Laois-Offaly Gardaí have issued a statement in relation to the increase of cannabis sweets and jellies they have recovered in drug seizures over the past 14 months.
A number of these cases are currently before the courts while there have also been incidents of children unknowingly consuming these products, thinking they were confectionery.
“The use of cannabis-infused edibles, such as jelly sweets, chocolates, cookies, and confectionery, is a relatively new trend in Ireland,” explains Sergeant Graham Kavanagh who is the Crime Prevention Officer for the Laois-Offaly-Kildare Garda division.
“Any product infused with THC is controlled under the Misuse of Drugs Act, 1977/1984, and their possession is illegal.
“Cannabis-infused edibles could be confused with regular confectionery due to the similarities utilised in packaging the products.
“An Garda Síochána encourage persons who become unwell as a consequence of consuming drugs to seek medical assistance by dialling 999 or 112.
“If a juvenile has consumed these products, medical attention should be sought immediately by calling 999 or 112.”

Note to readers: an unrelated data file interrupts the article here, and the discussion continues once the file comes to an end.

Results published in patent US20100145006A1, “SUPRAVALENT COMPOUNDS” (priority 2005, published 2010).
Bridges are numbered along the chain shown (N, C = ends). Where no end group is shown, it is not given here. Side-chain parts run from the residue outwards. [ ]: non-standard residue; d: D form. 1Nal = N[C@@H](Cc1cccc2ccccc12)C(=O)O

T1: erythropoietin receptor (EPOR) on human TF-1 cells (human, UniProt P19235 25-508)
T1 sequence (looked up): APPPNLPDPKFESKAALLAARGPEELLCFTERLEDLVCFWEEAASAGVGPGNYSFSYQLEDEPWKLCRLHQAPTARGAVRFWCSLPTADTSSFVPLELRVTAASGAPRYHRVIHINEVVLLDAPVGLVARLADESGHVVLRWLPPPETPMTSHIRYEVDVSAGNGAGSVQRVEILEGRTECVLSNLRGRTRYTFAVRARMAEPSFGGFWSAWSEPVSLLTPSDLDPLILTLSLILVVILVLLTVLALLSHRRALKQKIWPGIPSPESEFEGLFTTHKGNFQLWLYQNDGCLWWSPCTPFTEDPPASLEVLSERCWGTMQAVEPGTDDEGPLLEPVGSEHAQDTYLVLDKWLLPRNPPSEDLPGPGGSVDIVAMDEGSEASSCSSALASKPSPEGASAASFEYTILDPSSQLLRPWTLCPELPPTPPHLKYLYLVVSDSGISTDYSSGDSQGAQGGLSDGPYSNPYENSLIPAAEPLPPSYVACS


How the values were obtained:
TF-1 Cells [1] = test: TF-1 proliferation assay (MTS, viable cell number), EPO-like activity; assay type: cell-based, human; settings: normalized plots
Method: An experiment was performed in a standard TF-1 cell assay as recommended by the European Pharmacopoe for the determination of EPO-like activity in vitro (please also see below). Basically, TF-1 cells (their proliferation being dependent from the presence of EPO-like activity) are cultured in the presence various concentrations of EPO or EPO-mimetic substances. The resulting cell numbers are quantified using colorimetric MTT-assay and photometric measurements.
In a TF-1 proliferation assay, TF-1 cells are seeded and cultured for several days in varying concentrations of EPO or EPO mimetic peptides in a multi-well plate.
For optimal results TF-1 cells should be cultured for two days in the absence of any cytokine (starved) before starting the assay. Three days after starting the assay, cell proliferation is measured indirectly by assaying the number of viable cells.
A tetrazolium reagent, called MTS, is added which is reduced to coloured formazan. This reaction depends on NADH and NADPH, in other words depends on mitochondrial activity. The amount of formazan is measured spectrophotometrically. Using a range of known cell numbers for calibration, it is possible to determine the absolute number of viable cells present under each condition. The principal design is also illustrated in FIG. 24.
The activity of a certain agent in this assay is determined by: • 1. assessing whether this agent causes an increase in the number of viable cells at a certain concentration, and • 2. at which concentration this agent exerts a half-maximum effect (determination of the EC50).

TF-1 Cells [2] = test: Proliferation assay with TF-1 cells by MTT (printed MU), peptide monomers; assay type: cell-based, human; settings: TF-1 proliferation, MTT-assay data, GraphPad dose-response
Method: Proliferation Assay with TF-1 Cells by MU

Sergeant Kavanagh also explains that people who consume these products, not realising they contain tetrahydrocannabinol (THC), are subject to drug testing if required by law and would test positive for consumption of a drug.
“For instance, if a Garda conducted a Mandatory Intoxication Test on the roadside, a driver who consumed these products could be found positive for driving under the influence of an intoxicant, which would be subject to criminal proceedings,” he adds.
“An Garda Síochána further advises that it is an offence to cultivate, import, export, produce, supply and possess cannabis except in accordance with a Ministerial Licence.
“Tetrahydrocannabinol (THC) is the principal psychoactive constituent of cannabis. Under the Misuse of Drugs legislation products containing THC are strictly controlled and possession is unlawful except under licence.”